22 July 2020

Islamic Banking Products: Restricted Investment Accounts

Unlike conventional banks, Islamic banks offer various types of products. One of such products is the restricted investment account, or "mudarabah muqayyadah".

| Mirza Karim

Although Islamic commercial banks have many products similar to those offered by conventional banks, the two entities differ conceptually. One key difference is that conventional banks make their profits by charging interest and fees for services, whereas Islamic banks earn their money by profit and loss sharing, trading, leasing, charging fees for services rendered, and using other Sharia contracts of exchange. Unlike conventional banks, Islamic banks can thus offer various types of products. One of such products is the Restricted Investment Account or “Mudarabah Muqayyadah”.

A Mudarabah is an Investment partnership, whereby the investor (the Sahibul Mal) provides capital to another party/entrepreneur (the Mudarib) to undertake a business/ investment activity. While profits are shared on a pre-agreed ratio, any loss of investment is born by the investor only. The Mudarib loses its share of the expected income, unless the Mudarib has been guilty of negligence or misconduct in its management, in which case he/she shall be liable for the losses. Misconduct would include fraud or other illegal conduct, and also willful investment of funds in breach of Sharia prohibitions, or in breach of the investment mandate stated in the underlying contract. Negligence would include a gross failure of due diligence, resulting in losses.

There are two types of Mudarabah transaction: 1) Mudarabah Mutlaqah and 2) Mudarabah Muqayyadah. In a Mudarabah Mutlaqah, the investor authorizes the entrepreneur to run the business without restrictions in terms of type of business activity, products, location of the business activity et cetera, as long as such business activity does not violate the principles the Islamic Law (Sharia). In a Mudarabah Muqayyadah, the investor stipulates certain restrictions to the entrepreneur in running the business activity; for example, the business activity shall be in the field of agriculture; or gold mining; or restaurants; or other business specified and agreed by the investor.

The Mudarabah Muqayyadah transaction may be offered by an Islamic bank to bring together or channel the investor, who is willing to invest his/her funds, with an entrepreneur, who needs funds for financing his/her business activity. The bank will act as the fund manager, investment manager or agent. As a fund manager/ investment manager/agent, the bank will charge a service fee, as agreed by the parties.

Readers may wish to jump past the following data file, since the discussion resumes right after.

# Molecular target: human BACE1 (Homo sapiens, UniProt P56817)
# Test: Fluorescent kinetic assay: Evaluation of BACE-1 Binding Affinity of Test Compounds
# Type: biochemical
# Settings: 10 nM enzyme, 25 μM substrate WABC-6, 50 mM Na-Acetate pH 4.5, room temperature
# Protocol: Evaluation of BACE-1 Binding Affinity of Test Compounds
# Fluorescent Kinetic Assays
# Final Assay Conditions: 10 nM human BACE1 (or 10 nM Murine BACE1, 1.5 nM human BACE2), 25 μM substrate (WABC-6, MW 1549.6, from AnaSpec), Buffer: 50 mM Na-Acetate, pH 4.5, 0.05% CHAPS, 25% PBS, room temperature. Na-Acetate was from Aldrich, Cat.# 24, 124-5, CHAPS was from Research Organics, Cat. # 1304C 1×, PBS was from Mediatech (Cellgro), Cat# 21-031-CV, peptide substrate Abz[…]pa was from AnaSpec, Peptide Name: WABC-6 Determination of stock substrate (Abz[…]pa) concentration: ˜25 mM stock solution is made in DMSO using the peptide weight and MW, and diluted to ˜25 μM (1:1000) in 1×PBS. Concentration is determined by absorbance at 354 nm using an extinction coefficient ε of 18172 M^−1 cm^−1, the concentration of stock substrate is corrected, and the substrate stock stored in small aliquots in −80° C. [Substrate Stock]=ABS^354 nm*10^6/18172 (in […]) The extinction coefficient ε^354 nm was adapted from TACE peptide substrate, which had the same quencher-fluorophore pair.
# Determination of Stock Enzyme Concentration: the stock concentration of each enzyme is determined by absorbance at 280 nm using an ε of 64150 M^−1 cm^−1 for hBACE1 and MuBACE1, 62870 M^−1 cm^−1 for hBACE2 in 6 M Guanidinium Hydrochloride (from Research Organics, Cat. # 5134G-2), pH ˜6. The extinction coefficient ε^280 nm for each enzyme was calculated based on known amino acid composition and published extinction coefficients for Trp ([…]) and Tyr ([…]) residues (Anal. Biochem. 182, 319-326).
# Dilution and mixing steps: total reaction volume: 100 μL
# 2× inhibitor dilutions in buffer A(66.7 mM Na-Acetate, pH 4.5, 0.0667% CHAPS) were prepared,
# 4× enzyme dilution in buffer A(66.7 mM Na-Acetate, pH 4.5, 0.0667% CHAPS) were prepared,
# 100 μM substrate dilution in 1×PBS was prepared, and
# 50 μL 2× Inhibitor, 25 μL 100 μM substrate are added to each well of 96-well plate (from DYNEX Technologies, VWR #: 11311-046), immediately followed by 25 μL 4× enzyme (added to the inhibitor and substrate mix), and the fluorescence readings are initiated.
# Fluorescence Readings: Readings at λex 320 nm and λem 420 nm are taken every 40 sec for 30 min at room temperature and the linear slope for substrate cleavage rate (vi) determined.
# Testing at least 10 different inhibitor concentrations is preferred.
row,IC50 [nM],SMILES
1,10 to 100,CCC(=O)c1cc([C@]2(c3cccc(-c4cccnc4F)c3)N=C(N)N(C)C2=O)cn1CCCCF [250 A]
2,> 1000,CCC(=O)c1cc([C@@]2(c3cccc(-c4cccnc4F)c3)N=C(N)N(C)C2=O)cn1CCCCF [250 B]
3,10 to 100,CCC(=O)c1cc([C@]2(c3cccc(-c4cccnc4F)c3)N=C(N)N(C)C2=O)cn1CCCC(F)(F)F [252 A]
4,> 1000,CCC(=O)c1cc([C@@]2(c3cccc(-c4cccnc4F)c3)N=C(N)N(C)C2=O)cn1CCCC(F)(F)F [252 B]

There are two types of Mudarabah Muqayyadah: 1) Mudarabah Muqayyadah where the Islamic bank acts as a channeling agent and 2) Mudarabah Muqayyadah where the Islamic bank act as an executing agent. A Mudarabah Muqayyadah where the bank acts as a channeling agent will not be booked on the balance sheet of the bank (“off-balance-sheet”) and the bank shall not be entitled to share in the profits. On the other hand, in a Mudarabah Muqayyadah where the bank act as an executing agent, the bank will be entitled to a share of the profits and a service fee (if agreed in the contract); and it will be booked on the balance sheet of the bank (“on-balance-sheet”).  

The Mudarabah Muqayyadah can be done through one of several schemes: 1) one to one; 2) one to many; 3) many to one; 4) many to many;  which mean, respectively: 1) one investor to finance one entrepreneur for a single specific business activity; 2) one investor to finance more than one entrepreneur for more than one specific business activities; 3) more than one investor to finance one entrepreneur for a single business activity; 4) more than one investor to finance more than one entrepreneur.

The product of Mudarabah Muqayyadah may increase the Financing to Deposit Ratio of the bank and minimize the mismatch between funding and financing activities. Mudabarah Muqayyadah also allows investors to choose the entrepreneur and type of business activity to be financed by their funds. Mudarabah Muqayyadah provides transparency to the investment/financing asset's performance where the administration and monitoring activities are handled by the bank. However, the investor is not allowed to withdraw his/her funds prior the maturity of the investment/financing.

There are two basic categories of Islamic financing: 1) “debt-based contracts/ debt-based instruments”, which give a fixed return, and 2) “profit and loss sharing contracts”, which give a non-fixed return. The investor should realize that the Mudarabah contract is a non-fixed return basis transaction. The monthly return received by the investor may not be the same amount every month, since it will depend upon the profit or revenue derived from the business activity. 

Presently, the use of Mudarabah Muqayyadah contracts by Islamic banks in Indonesia constitute a small portion of the total financing contracts. In its road-map of Islamic banking, the Financial Service Authority (“OJK”) encourages Islamic banks to improve product diversity, among other means by launching profit-loss sharing based contracts, such as Mudarabah Muqayyadah and other profit-loss sharing based contracts. In connection with that, OJK has launched books on the profit-loss sharing based contracts, i.e.: Book on Standard of Mudarabah and Book on Standard of Musharakah and Musharakah Mutanaqisah as guidance for Islamic banks to draft such contracts.

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